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  • High prices for Stevens in New York


    Our two paintings by Alfred Stevens,Girl wearing a kimono and Trahie-Perplexité were much admired in New York at the recent International Fine Art & Antiques Fair. A strong auction result for StevensGlass Ball ($557,000 with buyers premium) at Sotheby's New York continues to bolster the standing of his work for both private collectors and museums.

     

     

     

     

     

     

     

     

     

     

     

     

     

     

     

     

     

     

     

     

     

     

     

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  • Watercolours & Drawings exhibition on show this autumn


    John Mitchell Fine Paintings is pleased to present an eclectic mix of British and European watercolours and drawings this autumn. Our exhibition which ranges from the mid-18th century to the early 20th covers a diverse range of genres and styles, highlighting the qualities of the medium that have gained it enduring popularity with collectors past and present.  The exhibition offers works by artists of established renown such as Thomas Rowlandson and William Turner of Oxford, alongside lesser known yet equally charming and capable artists -  Johan Hubert PrinsTollbridge at Rijswijk for example. The exhibition will be on view from Monday 6th October - Friday 14th November. Digital catalogues are available here. Visitors are welcome throughout the week.

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  • Le Havre. 1881 The other side to Alfred Stevens' story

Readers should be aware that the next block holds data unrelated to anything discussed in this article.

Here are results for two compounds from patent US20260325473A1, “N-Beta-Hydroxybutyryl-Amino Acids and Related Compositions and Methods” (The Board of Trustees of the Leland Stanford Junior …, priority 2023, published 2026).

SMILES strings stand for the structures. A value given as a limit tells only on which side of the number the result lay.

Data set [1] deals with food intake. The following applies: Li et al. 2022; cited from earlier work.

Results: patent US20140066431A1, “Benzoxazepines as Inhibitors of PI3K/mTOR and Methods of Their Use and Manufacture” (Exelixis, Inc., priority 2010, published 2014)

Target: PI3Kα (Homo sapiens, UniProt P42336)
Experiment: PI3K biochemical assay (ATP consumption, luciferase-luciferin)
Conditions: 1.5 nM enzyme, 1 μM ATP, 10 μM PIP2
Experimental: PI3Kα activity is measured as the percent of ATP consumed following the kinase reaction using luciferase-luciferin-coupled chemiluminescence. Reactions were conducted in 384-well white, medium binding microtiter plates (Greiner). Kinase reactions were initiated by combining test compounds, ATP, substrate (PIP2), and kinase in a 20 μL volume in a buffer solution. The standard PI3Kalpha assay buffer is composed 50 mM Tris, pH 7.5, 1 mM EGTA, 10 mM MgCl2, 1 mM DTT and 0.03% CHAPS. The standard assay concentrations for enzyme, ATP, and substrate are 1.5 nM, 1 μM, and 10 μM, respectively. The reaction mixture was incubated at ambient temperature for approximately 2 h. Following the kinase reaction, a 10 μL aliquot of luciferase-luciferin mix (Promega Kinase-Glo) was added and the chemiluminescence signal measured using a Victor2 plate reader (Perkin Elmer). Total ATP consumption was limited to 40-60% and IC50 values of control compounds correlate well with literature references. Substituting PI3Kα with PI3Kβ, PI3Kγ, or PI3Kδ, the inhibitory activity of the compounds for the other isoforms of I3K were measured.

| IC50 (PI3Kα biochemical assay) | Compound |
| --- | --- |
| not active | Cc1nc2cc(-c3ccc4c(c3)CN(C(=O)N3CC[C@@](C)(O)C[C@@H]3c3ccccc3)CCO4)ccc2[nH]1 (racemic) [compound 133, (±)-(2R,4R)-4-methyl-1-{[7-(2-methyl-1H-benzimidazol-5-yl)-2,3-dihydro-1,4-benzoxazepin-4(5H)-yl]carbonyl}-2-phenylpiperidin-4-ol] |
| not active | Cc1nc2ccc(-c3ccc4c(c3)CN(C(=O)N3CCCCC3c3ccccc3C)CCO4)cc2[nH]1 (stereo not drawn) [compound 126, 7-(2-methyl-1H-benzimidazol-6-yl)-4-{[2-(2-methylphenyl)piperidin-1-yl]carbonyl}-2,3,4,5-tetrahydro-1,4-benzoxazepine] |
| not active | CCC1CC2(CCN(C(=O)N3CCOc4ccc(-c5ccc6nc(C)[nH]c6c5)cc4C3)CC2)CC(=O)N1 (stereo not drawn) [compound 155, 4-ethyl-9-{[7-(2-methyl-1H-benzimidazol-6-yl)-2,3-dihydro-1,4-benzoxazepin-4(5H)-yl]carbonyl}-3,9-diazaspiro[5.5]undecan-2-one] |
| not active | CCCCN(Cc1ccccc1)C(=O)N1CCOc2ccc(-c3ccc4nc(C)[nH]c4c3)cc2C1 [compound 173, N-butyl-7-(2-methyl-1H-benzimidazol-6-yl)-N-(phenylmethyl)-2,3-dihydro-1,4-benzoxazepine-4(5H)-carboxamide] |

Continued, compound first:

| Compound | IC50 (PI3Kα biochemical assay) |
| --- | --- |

Alfred Stevens began painting coastal scenes formally in the summer of 1881 having signed a contract with the picture dealer, Georges Petit, to return to Paris with eleven ‘marines’. Earlier in the year, Stevens’ doctor, Professor Michel Peter, had also urged him to leave Paris for the sake of his his congested lungs. Stevens indeed badly needed the change of scene - and to repay some worrying debts brought on by a heady lifestyle in the capital. This striking seascape puts Nature to the fore as Man’s presence is confined to two distant sails and two beach huts. Executed with a palette knife, the blustery sky echoes the sea bashing into the breakwater with thick impasto passages cresting the waves. Our painting on panel was shown in the 1900 retrospective Stevens exhibition at Paris’s Ecole des Beaux-Arts together with fifteen other coast scenes and seascapes. There can be no better proof of how integral these marines were in his artistic legacy and we are now delighted to be able to offer for sale some of the best Stevens pictures we have handled in many years.